This Participatory Action Research (PAR) project focused on “holistic learning” which includes “social” and “spiritual” learning and “whole-brained” learning. Broadly interpreting and applying the four-quadrant brain model of Herrmann (1994), and other models of the brain, my study seeks to understand whether, to what extent and how learning can be advanced by deliberately employing holistic learning strategies to narrow the gap between theory and practice, between left-brain and right-brain learning, and between cognition and emotion. I introduced tri-dimensional (3-D) practice as the combination of using holistic learning strategies in cooperative learning groups within spiritual learning environments. The site of this PAR study was the network of cooperative learning groups in Mozambique within the educational system of the Church of the Nazarene. Facilitators were trained to use six specific “holistic learning strategies”: group discussions of various types, praxis (as reflection-dialogue-action), teamwork, rehearsing integrity, singing-for-learning and classical spiritual disciplines within cooperative learning groups, also a holistic learning strategy. These aspects are typical of the widely used model of Theological Education by Extension (TEE), refined in this study. According to data gathered in a large hybrid survey, 97% of the 595 respondents to this question responded favourably in terms of the skills of these facilitators even though the average number of years of their formal schooling, 7.7, would normally be considered “minimal”. The study generates findings to support the position that holistic learning strategies enhance the quality of adult learning, at least in settings like those in Mozambique in which the facilitation of learning was 1) bilingual (Portuguese and maternal language), 2) focused on learners who are leaders-in-training, 3) deliberate in spiritual content and ambient, and 4) conducted by minimally-schooled facilitators in cooperative learning groups. The findings, from the responses recorded in qualitative phases of the research, corroborated by descriptive statistics, indicate that the efficacy of holistic learning strategies is related to certain modes of mental activity like whole-making, categorising, and others. This PAR project was conducted within an original research framework, Arboric Research, which takes into account the dynamic, fluid and organic nature of human systems, recognising that infrastructures in which the research takes place are different at the end of the study than at the beginning, like observing the “sap” within a growing grapevine or a tree.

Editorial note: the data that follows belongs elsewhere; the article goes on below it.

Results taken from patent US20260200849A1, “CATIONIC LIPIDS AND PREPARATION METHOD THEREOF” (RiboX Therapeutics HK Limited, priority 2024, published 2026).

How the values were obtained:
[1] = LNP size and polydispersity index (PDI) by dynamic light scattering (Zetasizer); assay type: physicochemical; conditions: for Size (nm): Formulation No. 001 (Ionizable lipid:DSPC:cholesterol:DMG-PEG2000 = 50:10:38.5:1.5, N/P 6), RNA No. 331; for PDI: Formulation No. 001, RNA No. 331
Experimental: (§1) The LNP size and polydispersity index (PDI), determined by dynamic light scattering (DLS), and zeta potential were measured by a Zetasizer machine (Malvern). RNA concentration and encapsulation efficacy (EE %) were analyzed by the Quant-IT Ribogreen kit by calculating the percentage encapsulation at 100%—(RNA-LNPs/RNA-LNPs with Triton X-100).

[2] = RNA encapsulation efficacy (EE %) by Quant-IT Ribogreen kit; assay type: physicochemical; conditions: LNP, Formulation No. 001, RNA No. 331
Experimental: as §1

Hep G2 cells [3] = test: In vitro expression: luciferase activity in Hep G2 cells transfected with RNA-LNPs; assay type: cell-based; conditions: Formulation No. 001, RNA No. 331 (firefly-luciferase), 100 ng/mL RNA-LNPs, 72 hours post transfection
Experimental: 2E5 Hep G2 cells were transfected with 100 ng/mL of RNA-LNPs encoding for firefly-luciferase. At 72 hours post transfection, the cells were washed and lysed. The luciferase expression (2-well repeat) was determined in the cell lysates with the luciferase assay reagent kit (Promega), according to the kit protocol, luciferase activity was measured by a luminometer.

Thesis (PhD (Curriculum Studies))--University of Pretoria, 2006.